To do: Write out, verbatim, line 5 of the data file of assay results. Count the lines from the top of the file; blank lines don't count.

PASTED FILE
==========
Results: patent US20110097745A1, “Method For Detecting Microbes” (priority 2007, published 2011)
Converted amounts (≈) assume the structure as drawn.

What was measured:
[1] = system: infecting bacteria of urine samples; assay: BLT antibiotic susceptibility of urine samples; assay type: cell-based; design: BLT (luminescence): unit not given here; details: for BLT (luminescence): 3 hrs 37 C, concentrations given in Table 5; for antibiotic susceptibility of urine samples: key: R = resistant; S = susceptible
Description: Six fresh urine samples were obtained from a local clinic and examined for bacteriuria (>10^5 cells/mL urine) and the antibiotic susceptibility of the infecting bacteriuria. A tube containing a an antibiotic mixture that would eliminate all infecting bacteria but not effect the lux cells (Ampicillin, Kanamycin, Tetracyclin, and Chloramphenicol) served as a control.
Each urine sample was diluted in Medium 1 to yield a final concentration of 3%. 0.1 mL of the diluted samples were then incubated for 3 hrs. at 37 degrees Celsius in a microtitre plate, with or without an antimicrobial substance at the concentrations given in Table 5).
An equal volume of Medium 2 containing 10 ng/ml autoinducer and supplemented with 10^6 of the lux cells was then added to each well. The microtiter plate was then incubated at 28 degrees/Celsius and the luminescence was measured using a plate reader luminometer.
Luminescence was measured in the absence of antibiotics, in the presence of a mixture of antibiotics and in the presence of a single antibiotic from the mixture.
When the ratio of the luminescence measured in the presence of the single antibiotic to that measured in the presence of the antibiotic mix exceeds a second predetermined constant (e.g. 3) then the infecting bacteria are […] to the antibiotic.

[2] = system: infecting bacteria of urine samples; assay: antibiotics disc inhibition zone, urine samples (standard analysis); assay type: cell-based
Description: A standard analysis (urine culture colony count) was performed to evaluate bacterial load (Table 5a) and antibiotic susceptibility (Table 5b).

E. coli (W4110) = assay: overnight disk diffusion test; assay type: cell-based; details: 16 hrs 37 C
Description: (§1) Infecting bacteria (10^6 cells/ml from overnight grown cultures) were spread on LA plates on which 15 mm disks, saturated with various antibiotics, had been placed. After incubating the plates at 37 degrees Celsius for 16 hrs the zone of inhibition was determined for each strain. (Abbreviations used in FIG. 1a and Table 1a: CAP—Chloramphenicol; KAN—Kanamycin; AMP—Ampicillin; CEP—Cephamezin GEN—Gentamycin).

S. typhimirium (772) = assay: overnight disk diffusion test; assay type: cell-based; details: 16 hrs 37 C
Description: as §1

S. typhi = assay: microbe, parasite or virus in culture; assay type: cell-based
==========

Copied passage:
Description: Six fresh urine samples were obtained from a local clinic and examined for bacteriuria (>10^5 cells/mL urine) and the antibiotic susceptibility of the infecting bacteriuria. A tube containing a an antibiotic mixture that would eliminate all infecting bacteria but not effect the lux cells (Ampicillin, Kanamycin, Tetracyclin, and Chloramphenicol) served as a control.